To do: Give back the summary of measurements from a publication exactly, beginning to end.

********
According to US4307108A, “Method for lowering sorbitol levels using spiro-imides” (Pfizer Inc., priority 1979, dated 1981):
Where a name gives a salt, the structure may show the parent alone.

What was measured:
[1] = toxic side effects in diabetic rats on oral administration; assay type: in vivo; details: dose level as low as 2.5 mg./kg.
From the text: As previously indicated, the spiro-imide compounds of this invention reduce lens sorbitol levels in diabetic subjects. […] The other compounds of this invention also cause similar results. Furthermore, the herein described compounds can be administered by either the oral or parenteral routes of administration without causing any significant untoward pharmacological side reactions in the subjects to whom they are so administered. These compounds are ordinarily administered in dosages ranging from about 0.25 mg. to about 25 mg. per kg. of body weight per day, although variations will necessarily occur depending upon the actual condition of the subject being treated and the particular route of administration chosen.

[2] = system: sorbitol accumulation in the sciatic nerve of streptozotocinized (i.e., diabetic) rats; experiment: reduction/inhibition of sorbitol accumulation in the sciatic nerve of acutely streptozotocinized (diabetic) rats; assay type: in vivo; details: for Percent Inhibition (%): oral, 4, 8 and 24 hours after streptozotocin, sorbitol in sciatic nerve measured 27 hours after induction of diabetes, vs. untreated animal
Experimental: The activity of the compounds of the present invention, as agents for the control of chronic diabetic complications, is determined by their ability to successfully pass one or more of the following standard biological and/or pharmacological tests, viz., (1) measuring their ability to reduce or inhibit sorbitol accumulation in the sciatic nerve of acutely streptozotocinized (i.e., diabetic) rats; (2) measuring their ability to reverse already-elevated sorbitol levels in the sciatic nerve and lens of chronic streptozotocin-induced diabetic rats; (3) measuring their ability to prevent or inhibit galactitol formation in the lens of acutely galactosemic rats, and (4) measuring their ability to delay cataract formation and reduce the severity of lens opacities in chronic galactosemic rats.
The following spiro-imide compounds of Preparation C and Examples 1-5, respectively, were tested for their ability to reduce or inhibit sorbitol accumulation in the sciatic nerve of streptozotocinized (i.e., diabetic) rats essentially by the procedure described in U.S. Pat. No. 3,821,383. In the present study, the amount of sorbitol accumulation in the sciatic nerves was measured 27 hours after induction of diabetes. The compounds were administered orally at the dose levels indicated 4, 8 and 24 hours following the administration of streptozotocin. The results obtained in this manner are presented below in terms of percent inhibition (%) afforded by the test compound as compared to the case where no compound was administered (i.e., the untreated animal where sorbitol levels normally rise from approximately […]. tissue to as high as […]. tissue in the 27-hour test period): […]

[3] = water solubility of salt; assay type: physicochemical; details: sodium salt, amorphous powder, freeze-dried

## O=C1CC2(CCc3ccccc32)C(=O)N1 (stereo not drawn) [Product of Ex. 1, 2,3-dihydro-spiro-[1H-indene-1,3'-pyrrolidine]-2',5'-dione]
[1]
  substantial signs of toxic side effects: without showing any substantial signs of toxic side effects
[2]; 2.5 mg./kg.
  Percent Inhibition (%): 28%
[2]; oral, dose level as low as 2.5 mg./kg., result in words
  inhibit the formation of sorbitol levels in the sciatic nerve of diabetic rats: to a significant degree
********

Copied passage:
According to US4307108A, “Method for lowering sorbitol levels using spiro-imides” (Pfizer Inc., priority 1979, dated 1981):
Where a name gives a salt, the structure may show the parent alone.

What was measured:
[1] = toxic side effects in diabetic rats on oral administration; assay type: in vivo; details: dose level as low as 2.5 mg./kg.
From the text: As previously indicated, the spiro-imide compounds of this invention reduce lens sorbitol levels in diabetic subjects. […] The other compounds of this invention also cause similar results. Furthermore, the herein described compounds can be administered by either the oral or parenteral routes of administration without causing any significant untoward pharmacological side reactions in the subjects to whom they are so administered. These compounds are ordinarily administered in dosages ranging from about 0.25 mg. to about 25 mg. per kg. of body weight per day, although variations will necessarily occur depending upon the actual condition of the subject being treated and the particular route of administration chosen.

[2] = system: sorbitol accumulation in the sciatic nerve of streptozotocinized (i.e., diabetic) rats; experiment: reduction/inhibition of sorbitol accumulation in the sciatic nerve of acutely streptozotocinized (diabetic) rats; assay type: in vivo; details: for Percent Inhibition (%): oral, 4, 8 and 24 hours after streptozotocin, sorbitol in sciatic nerve measured 27 hours after induction of diabetes, vs. untreated animal
Experimental: The activity of the compounds of the present invention, as agents for the control of chronic diabetic complications, is determined by their ability to successfully pass one or more of the following standard biological and/or pharmacological tests, viz., (1) measuring their ability to reduce or inhibit sorbitol accumulation in the sciatic nerve of acutely streptozotocinized (i.e., diabetic) rats; (2) measuring their ability to reverse already-elevated sorbitol levels in the sciatic nerve and lens of chronic streptozotocin-induced diabetic rats; (3) measuring their ability to prevent or inhibit galactitol formation in the lens of acutely galactosemic rats, and (4) measuring their ability to delay cataract formation and reduce the severity of lens opacities in chronic galactosemic rats.
The following spiro-imide compounds of Preparation C and Examples 1-5, respectively, were tested for their ability to reduce or inhibit sorbitol accumulation in the sciatic nerve of streptozotocinized (i.e., diabetic) rats essentially by the procedure described in U.S. Pat. No. 3,821,383. In the present study, the amount of sorbitol accumulation in the sciatic nerves was measured 27 hours after induction of diabetes. The compounds were administered orally at the dose levels indicated 4, 8 and 24 hours following the administration of streptozotocin. The results obtained in this manner are presented below in terms of percent inhibition (%) afforded by the test compound as compared to the case where no compound was administered (i.e., the untreated animal where sorbitol levels normally rise from approximately […]. tissue to as high as […]. tissue in the 27-hour test period): […]

[3] = water solubility of salt; assay type: physicochemical; details: sodium salt, amorphous powder, freeze-dried

## O=C1CC2(CCc3ccccc32)C(=O)N1 (stereo not drawn) [Product of Ex. 1, 2,3-dihydro-spiro-[1H-indene-1,3'-pyrrolidine]-2',5'-dione]
[1]
  substantial signs of toxic side effects: without showing any substantial signs of toxic side effects
[2]; 2.5 mg./kg.
  Percent Inhibition (%): 28%
[2]; oral, dose level as low as 2.5 mg./kg., result in words
  inhibit the formation of sorbitol levels in the sciatic nerve of diabetic rats: to a significant degree